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PM Modi refuses to endorse China's BRI at SCO, says connectivity projects must respect 'territorial integrity'

Chinese President Xi Jinping and Indian Prime Minister Narendra Modi talk as they visit the Hubei Provincial Museum in Wuhan, Hubei province, China April 27, 2018. Photograph:( Reuters )

WION Bishkek, Bishkek, Kyrgyzstan Jun 14, 2019, 11.03 PM (IST) Sidhant Sibal

India on Friday refused to endorse China's flagship connectivity programme--Belt and Road Initiative (BRI) with the Bishkek declaration of SCO's head of state council only mentioning names of six countries backing it.

The declaration said, "The Republic of Kazakhstan, the Kyrgyz Republic, the Islamic Republic of Pakistan,  the Russian Federation, the Republic of Tajikistan and the Republic of Uzbekistan reaffirm their support for China’s Belt and Road Initiative and praise the results of the  Second Belt and Road Forum for International Cooperation (Beijing, 26 April 2019)."

The six countries also note the ongoing work to implement BRI initiative together, including efforts to align the Eurasian Economic Union projects with those under the Belt and Road initiative.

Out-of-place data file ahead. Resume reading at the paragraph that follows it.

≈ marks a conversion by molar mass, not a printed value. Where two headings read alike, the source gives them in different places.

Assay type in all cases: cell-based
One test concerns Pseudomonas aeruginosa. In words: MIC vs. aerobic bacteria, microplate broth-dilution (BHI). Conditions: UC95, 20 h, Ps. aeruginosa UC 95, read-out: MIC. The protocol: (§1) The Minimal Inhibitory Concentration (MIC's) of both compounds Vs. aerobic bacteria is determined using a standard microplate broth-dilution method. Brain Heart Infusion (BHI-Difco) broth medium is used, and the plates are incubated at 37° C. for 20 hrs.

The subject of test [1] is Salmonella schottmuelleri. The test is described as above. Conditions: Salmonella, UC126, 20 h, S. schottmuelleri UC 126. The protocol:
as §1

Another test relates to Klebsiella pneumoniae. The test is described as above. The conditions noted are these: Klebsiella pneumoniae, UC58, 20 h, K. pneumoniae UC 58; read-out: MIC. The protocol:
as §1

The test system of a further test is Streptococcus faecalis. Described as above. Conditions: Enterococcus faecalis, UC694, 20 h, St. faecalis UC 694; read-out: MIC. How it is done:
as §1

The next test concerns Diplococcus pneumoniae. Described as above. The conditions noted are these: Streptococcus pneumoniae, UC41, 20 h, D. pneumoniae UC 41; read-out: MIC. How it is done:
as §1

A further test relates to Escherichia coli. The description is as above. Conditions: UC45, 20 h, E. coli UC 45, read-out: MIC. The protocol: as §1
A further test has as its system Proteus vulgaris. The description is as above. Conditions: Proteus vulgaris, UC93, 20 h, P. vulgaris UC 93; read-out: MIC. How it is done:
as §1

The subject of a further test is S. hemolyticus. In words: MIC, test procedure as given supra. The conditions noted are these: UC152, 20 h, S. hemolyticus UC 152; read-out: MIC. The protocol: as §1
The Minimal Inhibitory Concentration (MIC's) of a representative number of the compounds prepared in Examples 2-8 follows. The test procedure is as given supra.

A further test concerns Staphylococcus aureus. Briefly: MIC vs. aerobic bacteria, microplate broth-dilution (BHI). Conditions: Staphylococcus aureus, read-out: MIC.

India has raised concern over BRI since part of it -- China Pakistan economic corridor (CPEC) passes through Pakistan occupied Kashmir (PoK). At the SCO summit, Indian PM Modi said connectivity projects should be "transparent", "inclusive" and respect the "territorial integrity" of countries, a message that will not go unnoticed in Beijing.

But the SCO members --India, Pakistan, Russia, China, Kazakhstan, Kyrgyz Republic, Tajikistan and Uzbekistan agreed to "expand the practice of using national currencies in transactions" between themselves which will be seen as challenging the dominance of Dollar.

These were convergence on terrorism with the declaration saying "member States, stressing that acts of terrorism and extremism cannot be justified, believe it important to take comprehensive measures to intensify efforts against  terrorism and its ideology"

It called for passage of Indian proposal Comprehensive Convention on  International Terrorism or CCIT that calls for common definition on terrorism.

Along with India, other SCO members such as Afghanistan strongly raised the issue of terror. 

Afghanistan President Ashraf Ghani highlighted the link between terror and narcotics and said they "threaten both our wellbeing and the security of CSO members and observers."

Iran's President Hassan Rouhani said, "Terrorism, in its different types, extremism, unilateralism and interference of extra-regional countries in the affairs of other regions and interference in the internal affairs of other countries have put the international community in a grave situation". 
 

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The six countries also note the ongoing work to implement BRI initiative together, including efforts to align the Eurasian Economic Union projects with those under the Belt and Road initiative.